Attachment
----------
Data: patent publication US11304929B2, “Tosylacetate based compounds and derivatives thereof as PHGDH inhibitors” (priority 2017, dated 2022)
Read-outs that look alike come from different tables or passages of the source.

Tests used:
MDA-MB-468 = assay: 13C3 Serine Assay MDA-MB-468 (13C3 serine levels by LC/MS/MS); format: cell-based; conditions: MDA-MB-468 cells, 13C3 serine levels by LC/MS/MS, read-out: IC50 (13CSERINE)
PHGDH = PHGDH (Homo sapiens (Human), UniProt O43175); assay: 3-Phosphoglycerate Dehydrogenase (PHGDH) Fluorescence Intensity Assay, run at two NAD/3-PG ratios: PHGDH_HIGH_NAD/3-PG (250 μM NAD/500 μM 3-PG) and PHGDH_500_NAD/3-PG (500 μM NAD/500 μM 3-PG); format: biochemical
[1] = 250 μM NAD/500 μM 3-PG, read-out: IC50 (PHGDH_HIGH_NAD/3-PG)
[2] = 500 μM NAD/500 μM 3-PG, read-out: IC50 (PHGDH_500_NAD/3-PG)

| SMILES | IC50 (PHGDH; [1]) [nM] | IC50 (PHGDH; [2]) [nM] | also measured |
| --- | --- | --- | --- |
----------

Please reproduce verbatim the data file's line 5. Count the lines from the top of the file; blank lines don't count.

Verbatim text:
PHGDH = PHGDH (Homo sapiens (Human), UniProt O43175); assay: 3-Phosphoglycerate Dehydrogenase (PHGDH) Fluorescence Intensity Assay, run at two NAD/3-PG ratios: PHGDH_HIGH_NAD/3-PG (250 μM NAD/500 μM 3-PG) and PHGDH_500_NAD/3-PG (500 μM NAD/500 μM 3-PG); format: biochemical